Thousands of employees at the Department for Work and Pensions (DWP) have been disciplined for inappropriate use of the department's IT systems, including snooping on benefit records.
Since 2008 some 110 DWP employees with access to files on pensions, child support payments, tax credits, Job Seekers Allowance and other benefits have been issued with oral warnings for “inappropriate access or browsing of personal/customers records”, according to a freedom of information request seen by the Telegraph.
More than 1,100 workers have received official warnings in the past five years for snooping on sensitive benefit records.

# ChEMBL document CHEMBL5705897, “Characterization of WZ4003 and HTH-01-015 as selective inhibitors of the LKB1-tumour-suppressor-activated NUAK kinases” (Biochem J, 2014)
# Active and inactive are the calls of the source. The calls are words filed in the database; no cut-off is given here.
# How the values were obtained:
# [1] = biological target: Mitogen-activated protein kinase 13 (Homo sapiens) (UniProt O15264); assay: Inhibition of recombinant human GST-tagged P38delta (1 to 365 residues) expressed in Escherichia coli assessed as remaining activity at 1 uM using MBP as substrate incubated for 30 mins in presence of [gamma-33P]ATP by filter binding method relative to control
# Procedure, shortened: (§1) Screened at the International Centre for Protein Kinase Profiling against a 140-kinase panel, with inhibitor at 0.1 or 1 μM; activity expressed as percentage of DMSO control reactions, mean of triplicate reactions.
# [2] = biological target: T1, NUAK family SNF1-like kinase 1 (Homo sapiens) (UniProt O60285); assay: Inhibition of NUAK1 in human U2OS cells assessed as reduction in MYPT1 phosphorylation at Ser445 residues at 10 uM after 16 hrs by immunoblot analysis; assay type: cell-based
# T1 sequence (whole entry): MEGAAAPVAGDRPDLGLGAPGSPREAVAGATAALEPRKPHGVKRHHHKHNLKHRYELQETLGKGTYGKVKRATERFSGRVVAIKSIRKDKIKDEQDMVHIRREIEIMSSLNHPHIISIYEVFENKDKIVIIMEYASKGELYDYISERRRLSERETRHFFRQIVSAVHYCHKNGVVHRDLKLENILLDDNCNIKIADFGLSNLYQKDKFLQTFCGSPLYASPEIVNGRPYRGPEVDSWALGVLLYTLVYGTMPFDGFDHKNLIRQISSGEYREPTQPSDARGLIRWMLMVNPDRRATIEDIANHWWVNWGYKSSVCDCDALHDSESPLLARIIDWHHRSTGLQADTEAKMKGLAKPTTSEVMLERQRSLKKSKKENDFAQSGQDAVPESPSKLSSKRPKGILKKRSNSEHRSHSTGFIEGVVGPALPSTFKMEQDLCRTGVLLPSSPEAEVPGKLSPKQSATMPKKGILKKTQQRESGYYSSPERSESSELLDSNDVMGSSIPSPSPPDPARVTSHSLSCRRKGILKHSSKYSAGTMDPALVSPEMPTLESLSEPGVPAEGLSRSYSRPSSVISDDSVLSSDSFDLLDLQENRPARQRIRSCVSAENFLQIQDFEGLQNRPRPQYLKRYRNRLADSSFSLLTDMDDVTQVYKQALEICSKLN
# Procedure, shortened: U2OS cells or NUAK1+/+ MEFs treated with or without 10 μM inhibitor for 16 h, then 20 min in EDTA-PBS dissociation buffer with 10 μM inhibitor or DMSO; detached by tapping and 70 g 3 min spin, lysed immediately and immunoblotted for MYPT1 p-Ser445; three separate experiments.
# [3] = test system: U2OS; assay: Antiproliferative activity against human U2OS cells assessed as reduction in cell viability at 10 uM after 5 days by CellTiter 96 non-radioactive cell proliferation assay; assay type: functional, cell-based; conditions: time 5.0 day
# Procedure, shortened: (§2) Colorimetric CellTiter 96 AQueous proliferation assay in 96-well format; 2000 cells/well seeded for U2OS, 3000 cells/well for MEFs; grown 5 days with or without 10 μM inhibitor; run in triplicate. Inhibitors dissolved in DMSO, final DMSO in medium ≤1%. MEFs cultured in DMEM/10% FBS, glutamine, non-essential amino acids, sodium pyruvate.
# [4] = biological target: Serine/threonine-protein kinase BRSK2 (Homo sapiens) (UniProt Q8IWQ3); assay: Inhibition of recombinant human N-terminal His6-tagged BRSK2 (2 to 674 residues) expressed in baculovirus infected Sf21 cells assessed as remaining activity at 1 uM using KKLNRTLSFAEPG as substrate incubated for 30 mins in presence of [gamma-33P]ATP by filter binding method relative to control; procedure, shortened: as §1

Hundreds of employees were also disciplined over inappropriate use of emails and the internet, including visiting pornography. Violating privacy and internet policies led to 1,487 sackings over the five year period in DWP.
DWP is currently managing one of the biggest IT projects in the country with Universal Credit, which has faced a number of problems and resulted in writing off millions of pounds of IT assets. It was revealed earlier this week that it is now facing a skills crisis after the Government Digital Service backed away from the project over growing tensions between the two departments.
A DWP spokesman said: “DWP is the biggest Government department and over this five-year period we have employed over 150,000 people with the vast majority adhering to the professional standards.
“DWP takes inappropriate use of IT systems very seriously which is why we monitor daily usage and have robust policies in place to deal with the minority of cases of abuse.”